UNC—Chapel Hill students have often worked together to advocate for issues or push for change. Early in the university's history, students collectively petitioned the administration, for example, to complain about food on campus. In 1861 a group of students wrote to the university administration to ask that classes be canceled so that they could leave to join the Confederate army; the president and board denied their petition.
One of the earliest examples of students working together to protest national issues came in the 1930s, when students joined national antiwar efforts and held rallies in Memorial Hall, some attracting hundreds of people. Student activists engaged in a statewide debate in the early 1960s in protest of North Carolina's Speaker Ban Law. Their challenge to the law eventually led to its being overturned.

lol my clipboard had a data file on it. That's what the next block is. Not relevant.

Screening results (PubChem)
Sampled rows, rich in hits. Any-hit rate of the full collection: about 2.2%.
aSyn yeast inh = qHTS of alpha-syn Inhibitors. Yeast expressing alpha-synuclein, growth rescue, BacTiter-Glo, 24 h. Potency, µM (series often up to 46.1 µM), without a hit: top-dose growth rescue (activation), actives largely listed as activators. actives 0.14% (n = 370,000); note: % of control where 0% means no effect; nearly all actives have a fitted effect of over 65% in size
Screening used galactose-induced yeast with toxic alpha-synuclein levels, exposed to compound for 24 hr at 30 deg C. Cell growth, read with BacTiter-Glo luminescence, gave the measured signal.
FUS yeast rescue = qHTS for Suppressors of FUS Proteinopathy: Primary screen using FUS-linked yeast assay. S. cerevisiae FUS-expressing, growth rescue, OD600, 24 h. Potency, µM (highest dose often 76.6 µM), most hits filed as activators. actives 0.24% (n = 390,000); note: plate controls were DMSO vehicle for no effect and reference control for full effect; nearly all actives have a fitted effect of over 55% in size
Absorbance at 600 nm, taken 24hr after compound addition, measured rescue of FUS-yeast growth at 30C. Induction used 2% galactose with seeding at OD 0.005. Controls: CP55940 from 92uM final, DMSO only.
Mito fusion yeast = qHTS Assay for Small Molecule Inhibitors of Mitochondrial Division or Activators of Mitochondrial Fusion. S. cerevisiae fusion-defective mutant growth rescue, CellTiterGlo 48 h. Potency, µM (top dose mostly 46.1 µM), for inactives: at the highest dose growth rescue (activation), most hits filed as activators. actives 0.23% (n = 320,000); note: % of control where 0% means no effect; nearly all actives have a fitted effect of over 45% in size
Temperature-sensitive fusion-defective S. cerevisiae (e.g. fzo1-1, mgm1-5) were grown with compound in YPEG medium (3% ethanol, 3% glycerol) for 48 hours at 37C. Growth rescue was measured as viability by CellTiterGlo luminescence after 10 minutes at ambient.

Student activism was at its peak in Chapel Hill, and around the country, in the late 1960s and early 1970s. The founding of the Black Student Movement at UNC—Chapel Hill in 1967 led to increased advocacy for African American students and workers, including participation in strikes by cafeteria workers in 1969. However, the issue that galvanized students more than any other was opposition to the Vietnam War. Student activists held regular vigils on Franklin Street and joined other students across the country in teach-ins and walkouts. In 1970 an estimated 11,000 UNC—Chapel Hill students (well over half of the student body) left class as part of a nationwide effort to protest the war.
Although the numbers were not as great, UNC—Chapel Hill students remained politically active beyond the 1970s. In the 1980s students pushed the university to divest from companies in South Africa in protest of that country's apartheid government, in the 1990s students were instrumental in getting the university to agree to build a free-standing black cultural center (now the Stone Center), and in the 2010s student activists led the push to rename Saunders Hall and were at the forefront of efforts to remove the Confederate Monument from campus.
Date Established: 1790
Date Range: 1790 – Present